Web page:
Lawrence Livermore National Laboratory



Multimodal optical imaging

Optical imaging of laser-induced damage using wide-field imaging, FTIR imaging, and photoluminescence imaging modalities. (Matthews et al., Appl. Phys. Lett. 99, 151109 (2011); doi: 10.1063/1.3651755 )

Defects on surfaces of optical materials limit the performance of high energy and high peak power laser systems. PLS scientists use the latest high sensitivity and high resolution optical characterization tools to understand laser-materials interactions.


Photoluminescence lifetime imaging

3D Confocal Photoluminescence Lifetime imaging reveals defects created by material fracture in fused silica. A. Top View. B. Side View (Laurence et al., Journal of Applied Physics 115, 083501 (2014); doi: 10.1063/1.486642 )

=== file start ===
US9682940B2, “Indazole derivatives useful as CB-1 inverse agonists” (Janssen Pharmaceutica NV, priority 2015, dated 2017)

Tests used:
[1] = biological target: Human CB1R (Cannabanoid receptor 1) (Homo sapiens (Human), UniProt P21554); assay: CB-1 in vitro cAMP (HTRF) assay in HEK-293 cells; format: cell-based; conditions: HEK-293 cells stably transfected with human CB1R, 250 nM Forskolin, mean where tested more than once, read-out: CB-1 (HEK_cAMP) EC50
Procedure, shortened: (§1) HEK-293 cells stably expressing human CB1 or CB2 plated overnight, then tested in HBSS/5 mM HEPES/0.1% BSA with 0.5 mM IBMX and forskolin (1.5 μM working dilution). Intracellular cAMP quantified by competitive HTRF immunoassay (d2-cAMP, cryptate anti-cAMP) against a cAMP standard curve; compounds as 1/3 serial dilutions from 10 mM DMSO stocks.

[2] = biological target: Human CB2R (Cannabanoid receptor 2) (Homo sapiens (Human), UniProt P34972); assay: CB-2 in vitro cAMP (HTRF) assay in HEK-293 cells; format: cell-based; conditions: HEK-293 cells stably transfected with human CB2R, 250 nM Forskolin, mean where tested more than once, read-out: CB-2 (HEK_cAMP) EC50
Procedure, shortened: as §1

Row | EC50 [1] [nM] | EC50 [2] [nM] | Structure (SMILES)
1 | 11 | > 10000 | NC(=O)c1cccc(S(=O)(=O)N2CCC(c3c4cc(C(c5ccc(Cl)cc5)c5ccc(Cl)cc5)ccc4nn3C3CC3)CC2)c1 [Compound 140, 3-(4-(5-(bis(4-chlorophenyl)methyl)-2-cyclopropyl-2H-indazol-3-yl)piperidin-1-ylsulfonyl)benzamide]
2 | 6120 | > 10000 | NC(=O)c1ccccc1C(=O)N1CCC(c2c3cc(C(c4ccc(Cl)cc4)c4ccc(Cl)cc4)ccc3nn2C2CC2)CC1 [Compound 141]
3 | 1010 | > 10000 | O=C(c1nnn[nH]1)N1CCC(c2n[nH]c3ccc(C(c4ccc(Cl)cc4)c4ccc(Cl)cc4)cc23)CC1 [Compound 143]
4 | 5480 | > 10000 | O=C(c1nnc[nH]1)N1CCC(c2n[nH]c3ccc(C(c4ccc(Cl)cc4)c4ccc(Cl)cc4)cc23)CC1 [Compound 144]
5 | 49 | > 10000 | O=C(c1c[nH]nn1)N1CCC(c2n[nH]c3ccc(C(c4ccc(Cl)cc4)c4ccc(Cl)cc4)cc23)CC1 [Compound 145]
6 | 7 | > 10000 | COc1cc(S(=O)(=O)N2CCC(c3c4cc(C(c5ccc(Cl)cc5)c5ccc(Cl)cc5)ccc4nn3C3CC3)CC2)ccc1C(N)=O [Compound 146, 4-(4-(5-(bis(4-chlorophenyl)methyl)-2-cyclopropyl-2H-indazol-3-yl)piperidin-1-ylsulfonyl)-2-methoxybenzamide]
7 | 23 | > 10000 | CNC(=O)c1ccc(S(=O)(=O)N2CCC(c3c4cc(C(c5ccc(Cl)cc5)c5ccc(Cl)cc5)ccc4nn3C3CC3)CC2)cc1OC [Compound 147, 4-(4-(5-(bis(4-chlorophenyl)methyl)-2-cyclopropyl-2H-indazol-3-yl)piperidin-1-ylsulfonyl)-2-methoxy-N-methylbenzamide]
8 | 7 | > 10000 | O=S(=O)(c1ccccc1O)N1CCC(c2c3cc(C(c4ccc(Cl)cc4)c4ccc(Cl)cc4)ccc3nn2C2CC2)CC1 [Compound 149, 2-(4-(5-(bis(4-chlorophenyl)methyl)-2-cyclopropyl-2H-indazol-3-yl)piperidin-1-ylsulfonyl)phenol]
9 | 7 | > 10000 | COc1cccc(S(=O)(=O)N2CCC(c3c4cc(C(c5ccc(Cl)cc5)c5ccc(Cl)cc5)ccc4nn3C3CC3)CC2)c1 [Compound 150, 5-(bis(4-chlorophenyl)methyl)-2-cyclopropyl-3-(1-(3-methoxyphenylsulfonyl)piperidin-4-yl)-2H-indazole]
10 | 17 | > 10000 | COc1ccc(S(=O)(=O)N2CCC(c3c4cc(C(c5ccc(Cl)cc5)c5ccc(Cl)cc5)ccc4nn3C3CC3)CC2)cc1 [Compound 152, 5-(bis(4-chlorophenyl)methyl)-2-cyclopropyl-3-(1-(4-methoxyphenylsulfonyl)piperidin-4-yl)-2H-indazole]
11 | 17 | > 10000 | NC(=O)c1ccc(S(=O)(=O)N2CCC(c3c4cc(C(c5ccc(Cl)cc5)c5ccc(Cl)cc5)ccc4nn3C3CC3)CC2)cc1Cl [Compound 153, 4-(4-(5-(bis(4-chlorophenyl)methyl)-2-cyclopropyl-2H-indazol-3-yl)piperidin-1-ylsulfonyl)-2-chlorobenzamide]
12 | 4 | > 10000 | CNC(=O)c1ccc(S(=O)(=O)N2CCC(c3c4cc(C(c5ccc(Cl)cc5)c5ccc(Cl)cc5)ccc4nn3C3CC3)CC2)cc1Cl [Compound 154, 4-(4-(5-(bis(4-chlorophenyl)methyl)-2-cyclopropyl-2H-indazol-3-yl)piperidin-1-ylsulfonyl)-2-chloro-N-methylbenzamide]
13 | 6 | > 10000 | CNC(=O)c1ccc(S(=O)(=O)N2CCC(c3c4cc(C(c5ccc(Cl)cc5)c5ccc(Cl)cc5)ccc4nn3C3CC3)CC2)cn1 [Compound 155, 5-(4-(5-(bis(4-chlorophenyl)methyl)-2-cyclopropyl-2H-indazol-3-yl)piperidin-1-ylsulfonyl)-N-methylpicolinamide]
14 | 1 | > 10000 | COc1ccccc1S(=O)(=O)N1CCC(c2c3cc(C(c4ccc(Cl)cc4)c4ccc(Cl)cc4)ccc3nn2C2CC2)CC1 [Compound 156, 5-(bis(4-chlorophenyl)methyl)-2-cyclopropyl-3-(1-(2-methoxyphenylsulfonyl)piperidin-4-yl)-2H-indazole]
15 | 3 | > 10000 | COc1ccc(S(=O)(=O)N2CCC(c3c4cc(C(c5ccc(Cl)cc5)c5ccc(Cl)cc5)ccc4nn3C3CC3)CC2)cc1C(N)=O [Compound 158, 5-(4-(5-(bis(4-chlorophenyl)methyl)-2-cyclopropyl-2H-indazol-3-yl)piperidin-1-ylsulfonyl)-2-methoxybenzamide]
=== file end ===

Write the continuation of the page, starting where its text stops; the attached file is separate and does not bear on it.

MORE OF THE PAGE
Optical materials undergo laser-induced damage due to defects created by fracture and contamination. Imaging these defects in 3D, and including photoluminescence lifetime information (Figure below) allows PLS scientists to understand mechanisms of defect creation and mitigation strategies.

Photoluminescence lifetime decays reveal fast lifetimes not associated with known silica point defects. (Applied Physics Letters 94, 151114 2009)


Image of transmission loss on fused silica surface caused by exposure of 1 billion shots at 0.1 J/cm2 in vacuum. (Ly et al, Optics Express, 23, 4074-4091)

High resolution, high sensitivity transmission loss imaging (down to 0.1%) is used to measure the effects of exposures to many low and high fluence laser pulses.